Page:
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Everything posted by Nihontochicken

  1. This framed work of art goes up for grabs in a garage sale two weekends from now. Not sure about the model of the scooter, but it's got to be Italian, and the pilot sure knows how to maximize his fun! Would anyone here like to cop out to a similar riding style? Inquiring minds!
  2. Sorry, it showed when I first posted this, dunno what happened. Try again:
  3. Depending on the explanation ofor the new bodywork, it could be Ben Dover.
  4. Hahahaha! Ain't that the truth! Of course, Guzzi has a grand tradition of tank fires. For the few here who might be unaware, the first MG LeMans editions had a metal tank with a spring loaded cap locked with a spring detente. They lacked the rocker cover add-on spark plug protectors that later models have. So when an unfortunate rider dropped his running LeMans, the impact would pop open the gas cap at the same time the asphalt broke free the spark plug wire. Fuel, check. Ignition source, check. Oxygen, check. Voila, the patented Moto Guzzi LeMans tank fire, grab the marshmallows! A
  5. I've always been leery of electrics inside the gas tank. The "air" space above the liquid is generally near 100% gas fumes, but there is a chance that some real air (oxygen) can get in and make the mixture explosive, particularly in a nearly empty tank. The most infamous fuel tank explosion occurred in TWA Flight 800 over NY City in 1976. Note that jet fuel (kerosene) is not as inherently explosive as is gasoline. Here's a link to the Wiki coverage: https://en.wikipedia.org/wiki/TWA_Flight_800
  6. And why can't current production MGs look this good???
  7. Can't answer the question, but I have a similar concern. When I take my Suzuki DR650 around town (air cooled single, essentially one-half of a V11, Japanese style), on return checking the oil cooler shows that it's barely warm. The same trip on my V11 and the oil cooler is damned hot, maybe not to boiling water, but too hot to touch beyond a fraction of a second. A major diff between the two scooters. Is one too hot, or one too cold, or are they both just right for their particular engineering aims?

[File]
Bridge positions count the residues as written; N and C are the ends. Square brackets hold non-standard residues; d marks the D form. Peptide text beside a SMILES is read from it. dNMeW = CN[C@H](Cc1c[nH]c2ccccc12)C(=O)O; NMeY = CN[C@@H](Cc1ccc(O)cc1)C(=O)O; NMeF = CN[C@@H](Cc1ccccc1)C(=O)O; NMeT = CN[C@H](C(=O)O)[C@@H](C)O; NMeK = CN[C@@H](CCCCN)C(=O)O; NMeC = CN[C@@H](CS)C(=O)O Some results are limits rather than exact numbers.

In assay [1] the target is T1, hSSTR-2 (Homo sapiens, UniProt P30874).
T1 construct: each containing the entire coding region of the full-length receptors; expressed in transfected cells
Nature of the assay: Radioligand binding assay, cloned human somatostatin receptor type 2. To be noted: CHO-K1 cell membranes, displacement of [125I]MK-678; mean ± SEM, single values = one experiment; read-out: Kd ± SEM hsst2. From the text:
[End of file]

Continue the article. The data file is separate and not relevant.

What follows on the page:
8. What these guys said. Pushrods are all that's needed for a 500cc+ piston that will never see five digit RPM. Then again, a bevel drive shaft overhead cam system like the '70s Ducatis would be super spiff, especially with a "gear gazer" window at the top bevel, not to mention the ability to adjust the valves on the bench. Big manufacturing bucks, though.
  9. Does it leak oil and refuse to run at times?
  10. Looks familiar! Here's the link to my leak thread. https://www.v11lemans.com/forums/index.php?/topic/21629-my-first-oil-leak/ Snippet: "Also, I noticed all the hold down bolts were the same size except the top rear bolt, which is markedly shorter. Is this correct, or a Bubba mistake? Also one and only one steel washer dropped free from one of the bolt seats. Should all, some or none of these Allen head hold down bolts use washers?" Looks like Bubba really gets around!
  11. It appears that Guzzi under the auspices of Piaggio has very limited R&D funding and a loss of sense of direction post V11 and MGS-01. Some of the ensuing small block bikes have a small bit of the old LeMans flair, but certainly not the performance. The large block entries have been a styling disaster as well as technically disappointing at times. It may be that the air cooled big cylinder has become an anachronism in the modern emissions world. If water cooling is now technically mandatory for good performance, then the reason for the traditional MG layout goes away (two jugs sticking